This is a workshop for those interested in exploring some of the potential literary uses and inherent literary qualities of oral history.  Situated on the border between fiction and nonfiction, the oral history interview asks to be held to a high literary standard. Participants will be introduced to interviewing techniques that tend to lead to rich, anecdotal testimony. We will focus on how certain dynamic elements of fiction-- the use of language that appeals to the senses, the use of dialogue,  the development of characters, the rendering of scenes– can be successfully incorporated into the oral history interview.   Participants will complete in-class writing assignments and will have an opportunity to conduct in-class interviews.  

Gerry Albarelli is author of Teacha! Stories from a Yeshiva (Glad Day Books, 2001), chronicling his experience as a non-Jew teaching English as a second language to Yiddish-speaking Hasidic boys at a yeshiva in Brooklyn. He has published essays, poems and stories in numerous anthologies and reviews, including Acoma, The Penguin Book of Gay Short Stories, Global City Review, The Breast, and Fairleigh Dickinson Review. Albarelli has worked on numerous oral history projects for the Columbia Center for Oral History and has taught courses that explore literary uses of oral history in the Columbia Oral History Masters Program.   

Introduction to Community-Based Oral History Projects, Benji de la Piedra

This workshop will introduce participants to the outlook and strategies necessary for building and maintaining a successful community-based oral history project. Participants will be asked to articulate their goals and vision (however preliminary!) for a community-based oral history project. They will learn how to refine that vision, design their project’s infrastructure and workflow, and implement that design with flexibility over time, within the constraints of available resources. The workshop will include an introductory training in oral history interviewing technique that emphasizes the interviewee’s relationship to a community. Participants will be introduced to ethical and legal considerations of oral history interviews, and will receive a primer on best practices for archiving and processing interviews in a community-based context. Students will be encouraged to apply lessons imparted not only by the instructor, but also those learned from their own experience.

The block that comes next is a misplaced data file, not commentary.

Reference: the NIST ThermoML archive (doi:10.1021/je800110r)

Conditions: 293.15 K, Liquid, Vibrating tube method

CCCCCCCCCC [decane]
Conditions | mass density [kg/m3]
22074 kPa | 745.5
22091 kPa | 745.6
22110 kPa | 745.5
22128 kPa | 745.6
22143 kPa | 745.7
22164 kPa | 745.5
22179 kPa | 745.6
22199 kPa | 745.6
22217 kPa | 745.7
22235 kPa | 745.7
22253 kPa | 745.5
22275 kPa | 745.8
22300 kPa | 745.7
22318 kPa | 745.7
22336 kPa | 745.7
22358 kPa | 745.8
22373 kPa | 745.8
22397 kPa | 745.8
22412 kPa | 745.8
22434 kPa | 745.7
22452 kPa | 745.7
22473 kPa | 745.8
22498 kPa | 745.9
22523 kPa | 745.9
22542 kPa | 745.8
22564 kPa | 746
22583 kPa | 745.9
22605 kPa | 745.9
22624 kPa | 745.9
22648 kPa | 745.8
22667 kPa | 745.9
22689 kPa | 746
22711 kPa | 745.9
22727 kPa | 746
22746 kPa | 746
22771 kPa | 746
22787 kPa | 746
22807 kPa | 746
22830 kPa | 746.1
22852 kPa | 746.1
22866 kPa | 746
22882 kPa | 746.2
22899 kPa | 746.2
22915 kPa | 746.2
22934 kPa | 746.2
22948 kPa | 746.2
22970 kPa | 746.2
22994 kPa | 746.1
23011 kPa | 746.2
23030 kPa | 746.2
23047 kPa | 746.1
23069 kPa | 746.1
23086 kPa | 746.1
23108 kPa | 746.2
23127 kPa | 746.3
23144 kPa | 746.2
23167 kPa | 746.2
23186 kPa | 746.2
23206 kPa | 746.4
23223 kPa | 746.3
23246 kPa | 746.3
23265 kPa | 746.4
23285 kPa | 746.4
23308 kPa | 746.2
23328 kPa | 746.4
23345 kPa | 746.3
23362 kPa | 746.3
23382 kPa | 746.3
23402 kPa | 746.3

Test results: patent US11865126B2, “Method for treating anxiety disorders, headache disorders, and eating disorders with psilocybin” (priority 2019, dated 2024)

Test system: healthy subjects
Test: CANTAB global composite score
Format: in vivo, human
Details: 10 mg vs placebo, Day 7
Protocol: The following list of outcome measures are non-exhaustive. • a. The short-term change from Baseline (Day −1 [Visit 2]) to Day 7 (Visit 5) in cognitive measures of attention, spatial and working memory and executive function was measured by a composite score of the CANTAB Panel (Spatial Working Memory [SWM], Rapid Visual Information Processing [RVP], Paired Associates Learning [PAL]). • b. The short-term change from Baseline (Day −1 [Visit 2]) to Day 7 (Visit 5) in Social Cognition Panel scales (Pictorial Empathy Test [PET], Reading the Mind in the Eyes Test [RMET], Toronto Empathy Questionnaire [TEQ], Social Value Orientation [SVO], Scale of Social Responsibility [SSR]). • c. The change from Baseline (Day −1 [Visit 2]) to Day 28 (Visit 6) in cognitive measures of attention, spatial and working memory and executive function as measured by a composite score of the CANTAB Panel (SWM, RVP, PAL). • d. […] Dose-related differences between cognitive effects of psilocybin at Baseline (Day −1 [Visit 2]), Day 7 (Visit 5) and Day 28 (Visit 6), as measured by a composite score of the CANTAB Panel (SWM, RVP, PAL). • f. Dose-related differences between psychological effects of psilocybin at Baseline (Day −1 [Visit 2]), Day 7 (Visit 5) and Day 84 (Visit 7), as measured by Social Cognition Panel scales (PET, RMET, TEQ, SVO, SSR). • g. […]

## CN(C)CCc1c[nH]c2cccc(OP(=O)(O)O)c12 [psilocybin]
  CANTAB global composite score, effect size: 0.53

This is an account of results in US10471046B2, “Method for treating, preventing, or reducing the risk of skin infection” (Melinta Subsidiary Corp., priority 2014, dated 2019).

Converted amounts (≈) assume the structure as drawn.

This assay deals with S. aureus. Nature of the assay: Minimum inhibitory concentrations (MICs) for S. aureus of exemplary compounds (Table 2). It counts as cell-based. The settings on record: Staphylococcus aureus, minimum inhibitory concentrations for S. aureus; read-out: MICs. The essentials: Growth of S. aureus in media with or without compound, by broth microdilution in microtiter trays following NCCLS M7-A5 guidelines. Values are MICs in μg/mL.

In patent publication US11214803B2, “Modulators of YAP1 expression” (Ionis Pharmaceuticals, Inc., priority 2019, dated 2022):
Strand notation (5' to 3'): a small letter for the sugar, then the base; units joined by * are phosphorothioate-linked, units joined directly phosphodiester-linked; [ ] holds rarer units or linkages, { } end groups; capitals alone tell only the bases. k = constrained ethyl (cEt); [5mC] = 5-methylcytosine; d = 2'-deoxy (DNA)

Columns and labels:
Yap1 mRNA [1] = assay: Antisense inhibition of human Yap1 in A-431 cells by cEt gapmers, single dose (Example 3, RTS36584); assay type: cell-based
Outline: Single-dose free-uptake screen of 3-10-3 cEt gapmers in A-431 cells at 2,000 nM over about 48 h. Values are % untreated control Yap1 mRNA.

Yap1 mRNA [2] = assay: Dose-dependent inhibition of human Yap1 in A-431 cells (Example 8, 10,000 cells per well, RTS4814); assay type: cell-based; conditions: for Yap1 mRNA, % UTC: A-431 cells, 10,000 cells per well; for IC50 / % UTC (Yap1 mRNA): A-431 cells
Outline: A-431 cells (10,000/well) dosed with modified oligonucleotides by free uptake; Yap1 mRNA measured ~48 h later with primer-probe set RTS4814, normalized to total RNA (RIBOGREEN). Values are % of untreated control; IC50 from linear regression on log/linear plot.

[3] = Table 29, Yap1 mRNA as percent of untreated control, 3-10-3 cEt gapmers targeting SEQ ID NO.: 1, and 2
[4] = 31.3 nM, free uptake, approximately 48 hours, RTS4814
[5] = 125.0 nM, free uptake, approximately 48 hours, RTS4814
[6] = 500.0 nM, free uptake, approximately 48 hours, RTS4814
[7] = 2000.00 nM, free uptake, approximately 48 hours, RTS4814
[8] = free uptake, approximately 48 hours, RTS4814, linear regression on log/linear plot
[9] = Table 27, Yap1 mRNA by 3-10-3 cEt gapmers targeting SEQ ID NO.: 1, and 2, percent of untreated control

Benji de la Piedra (OHMA 2014) is an oral historian and writer living in Little Rock, Arkansas, where he is documenting the childhood and African American community life of Washington Post journalist Herbert H. Denton Jr. In 2016, Benji was a Historical Dialogue and Accountability Fellow at Columbia’s Institute for the Study of Human Rights. After graduating from OHMA, Benji received the program’s Jeffrey H. Brodsky Oral History Thesis Prize for his elaboration of democratic pluralism and the dialogical encounter in oral history and the writings of Ralph Ellison. Benji recently worked as Oral History Trainer and Volunteer Coordinator for the DC Oral History Collaborative in his hometown of Washington, D.C., and has consulted for community-based oral history projects in New York City and Hot Springs, North Carolina. Along with Mario Alvarez (OHMA 2015), Benji is Co-Founder, Co-Director, and Co-Lead Interviewer of the Columbia Life Histories Project.

Introduction to Oral History for Social Change, Fanny García

In a recent interview Groundswell member Alisa del Tufo described oral history as a process that is “reflective, fluid, and improvisational” and transforms both the interviewee and the interviewer. In today’s political climate, this dialogic exchange can be a powerful tool to combat negative rhetoric about marginalized communities. It can also help further the social movements that actively work towards justice and equity. In this introductory oral history workshop, individuals will engage in participatory exercises and case study reflections to conduct a critical examination of the practical, theoretical, and ethical implications of applied oral history work. Furthermore, we’ll discuss projects that have successfully engaged oral history as a method for contributing to social change, and equip participants with a basic framework and set of tools to support their own efforts to advance social justice through their oral history work.

 Fanny Julissa García is an oral historian contributing work to Central American Studies. She is currently writing a literary oral history manuscript using the interviews of Central American refugee women jailed in detention centers at the U.S./Mexico border. She has worked for more than 15 years as a social justice advocate to combat the public health and socioeconomic impact of HIV/AIDS on low income communities, worked closely with organizations fighting for the end of family detention, and supported survivors of sexual violence. She has written plays about the impact of HIV on Latinas and their families, plus short stories and essays about the Central American diaspora. She serves as the Communications Coordinator for Groundswell: Oral History for Social Change, a network of oral historians, activists, cultural workers, community organizers and documentary artists that use oral history to further movement building and transformative social change. She is also co-founder of Social Exchange Institute, a media and education company that uses multi-media tools to produce work that promotes social justice and equity. Recently, she joined the administrative support staff at the New-York Historical Society. Fanny graduated from the Oral History Master of Arts program from Columbia University where she received the Judge Jack B. Weinstein Scholarship Award for Oral History.